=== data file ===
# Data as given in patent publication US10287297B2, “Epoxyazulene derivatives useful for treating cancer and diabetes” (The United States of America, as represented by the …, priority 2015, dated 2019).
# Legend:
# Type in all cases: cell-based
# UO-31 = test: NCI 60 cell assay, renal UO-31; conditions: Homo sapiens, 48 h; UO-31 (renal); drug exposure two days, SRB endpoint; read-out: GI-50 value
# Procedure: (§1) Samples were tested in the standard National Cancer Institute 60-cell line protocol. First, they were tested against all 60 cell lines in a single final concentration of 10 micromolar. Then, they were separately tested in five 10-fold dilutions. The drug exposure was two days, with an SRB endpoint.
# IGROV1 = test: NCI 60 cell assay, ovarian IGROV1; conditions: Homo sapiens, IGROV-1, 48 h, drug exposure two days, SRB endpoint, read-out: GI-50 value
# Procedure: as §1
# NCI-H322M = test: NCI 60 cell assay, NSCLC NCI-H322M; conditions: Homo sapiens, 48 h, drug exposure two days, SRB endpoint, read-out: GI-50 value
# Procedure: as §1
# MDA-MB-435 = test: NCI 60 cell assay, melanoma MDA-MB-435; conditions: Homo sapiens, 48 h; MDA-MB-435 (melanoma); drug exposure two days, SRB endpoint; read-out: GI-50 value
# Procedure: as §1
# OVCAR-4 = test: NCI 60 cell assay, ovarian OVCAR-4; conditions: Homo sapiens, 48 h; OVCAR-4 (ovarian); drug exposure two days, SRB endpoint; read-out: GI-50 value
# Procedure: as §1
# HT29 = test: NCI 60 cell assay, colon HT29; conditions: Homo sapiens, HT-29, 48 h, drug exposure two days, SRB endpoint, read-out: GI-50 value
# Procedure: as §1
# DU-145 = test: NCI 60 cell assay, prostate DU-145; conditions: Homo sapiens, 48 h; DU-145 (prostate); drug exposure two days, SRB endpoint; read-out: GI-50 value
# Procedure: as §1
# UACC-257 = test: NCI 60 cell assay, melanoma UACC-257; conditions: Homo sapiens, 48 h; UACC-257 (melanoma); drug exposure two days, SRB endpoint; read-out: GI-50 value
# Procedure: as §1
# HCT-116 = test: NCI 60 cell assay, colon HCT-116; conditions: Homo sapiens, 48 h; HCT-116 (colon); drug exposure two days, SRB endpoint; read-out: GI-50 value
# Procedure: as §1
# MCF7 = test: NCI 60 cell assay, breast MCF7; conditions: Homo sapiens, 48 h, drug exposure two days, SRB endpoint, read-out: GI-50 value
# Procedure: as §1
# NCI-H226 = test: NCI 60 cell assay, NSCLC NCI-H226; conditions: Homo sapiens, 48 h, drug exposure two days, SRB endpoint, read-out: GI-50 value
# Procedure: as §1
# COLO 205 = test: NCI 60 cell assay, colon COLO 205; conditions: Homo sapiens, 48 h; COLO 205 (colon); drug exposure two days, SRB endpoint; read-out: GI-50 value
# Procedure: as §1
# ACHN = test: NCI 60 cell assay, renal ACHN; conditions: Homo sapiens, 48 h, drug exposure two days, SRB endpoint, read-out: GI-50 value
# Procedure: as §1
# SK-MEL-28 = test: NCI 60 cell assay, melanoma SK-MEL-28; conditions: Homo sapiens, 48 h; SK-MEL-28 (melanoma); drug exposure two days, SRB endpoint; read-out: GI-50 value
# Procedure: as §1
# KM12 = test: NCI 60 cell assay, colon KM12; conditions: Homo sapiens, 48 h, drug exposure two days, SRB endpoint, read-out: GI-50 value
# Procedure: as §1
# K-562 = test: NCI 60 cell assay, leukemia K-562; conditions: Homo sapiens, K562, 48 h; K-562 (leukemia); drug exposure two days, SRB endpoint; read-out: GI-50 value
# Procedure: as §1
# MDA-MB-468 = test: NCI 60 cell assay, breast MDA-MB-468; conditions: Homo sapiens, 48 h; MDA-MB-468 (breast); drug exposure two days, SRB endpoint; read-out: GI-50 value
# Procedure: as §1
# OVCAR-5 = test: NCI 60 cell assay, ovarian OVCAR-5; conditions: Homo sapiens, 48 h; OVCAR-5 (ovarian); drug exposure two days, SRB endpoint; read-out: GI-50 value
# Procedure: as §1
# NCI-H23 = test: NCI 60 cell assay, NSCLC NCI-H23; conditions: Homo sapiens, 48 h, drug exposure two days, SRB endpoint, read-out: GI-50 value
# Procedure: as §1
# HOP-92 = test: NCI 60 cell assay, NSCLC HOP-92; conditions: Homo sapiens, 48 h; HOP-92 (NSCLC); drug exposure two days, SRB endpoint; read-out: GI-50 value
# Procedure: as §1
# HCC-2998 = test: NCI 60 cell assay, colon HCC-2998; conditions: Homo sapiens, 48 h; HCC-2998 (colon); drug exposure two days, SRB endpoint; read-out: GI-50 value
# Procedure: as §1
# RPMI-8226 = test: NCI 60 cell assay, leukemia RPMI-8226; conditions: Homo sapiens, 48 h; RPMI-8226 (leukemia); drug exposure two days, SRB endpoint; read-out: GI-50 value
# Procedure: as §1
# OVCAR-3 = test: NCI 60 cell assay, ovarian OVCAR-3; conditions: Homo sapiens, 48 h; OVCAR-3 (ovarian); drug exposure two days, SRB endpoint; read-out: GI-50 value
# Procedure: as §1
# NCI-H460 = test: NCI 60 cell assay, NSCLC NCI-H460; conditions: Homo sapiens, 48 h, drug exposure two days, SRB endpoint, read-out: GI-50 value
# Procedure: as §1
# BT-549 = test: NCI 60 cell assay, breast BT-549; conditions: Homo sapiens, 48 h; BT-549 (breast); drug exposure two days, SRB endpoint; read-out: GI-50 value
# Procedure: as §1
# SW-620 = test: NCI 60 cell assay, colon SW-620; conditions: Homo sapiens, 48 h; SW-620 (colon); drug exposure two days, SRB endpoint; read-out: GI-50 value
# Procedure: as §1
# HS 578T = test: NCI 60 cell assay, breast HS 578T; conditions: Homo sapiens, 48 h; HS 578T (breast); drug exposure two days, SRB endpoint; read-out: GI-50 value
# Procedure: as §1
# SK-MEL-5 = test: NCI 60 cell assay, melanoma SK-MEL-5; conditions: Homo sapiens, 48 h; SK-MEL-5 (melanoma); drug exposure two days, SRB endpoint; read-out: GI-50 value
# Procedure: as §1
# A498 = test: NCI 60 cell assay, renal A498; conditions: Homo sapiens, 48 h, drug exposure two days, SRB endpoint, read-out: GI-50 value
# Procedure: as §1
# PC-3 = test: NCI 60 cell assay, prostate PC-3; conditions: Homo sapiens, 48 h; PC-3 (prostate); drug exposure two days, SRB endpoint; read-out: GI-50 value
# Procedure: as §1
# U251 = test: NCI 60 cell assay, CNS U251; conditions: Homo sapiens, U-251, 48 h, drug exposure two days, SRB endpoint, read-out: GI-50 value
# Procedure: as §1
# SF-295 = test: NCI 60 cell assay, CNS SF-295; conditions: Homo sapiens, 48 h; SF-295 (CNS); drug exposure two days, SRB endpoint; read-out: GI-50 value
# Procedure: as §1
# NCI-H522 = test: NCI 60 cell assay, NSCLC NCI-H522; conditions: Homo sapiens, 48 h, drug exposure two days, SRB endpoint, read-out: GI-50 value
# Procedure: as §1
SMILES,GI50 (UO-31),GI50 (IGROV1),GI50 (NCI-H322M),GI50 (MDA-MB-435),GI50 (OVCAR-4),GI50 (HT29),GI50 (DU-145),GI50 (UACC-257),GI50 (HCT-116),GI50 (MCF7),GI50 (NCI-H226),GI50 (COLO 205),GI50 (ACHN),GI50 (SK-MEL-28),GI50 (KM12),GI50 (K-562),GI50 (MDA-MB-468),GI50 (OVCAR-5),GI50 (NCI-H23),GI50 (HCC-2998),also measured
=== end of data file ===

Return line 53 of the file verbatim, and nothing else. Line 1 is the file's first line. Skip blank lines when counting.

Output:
# Procedure: as §1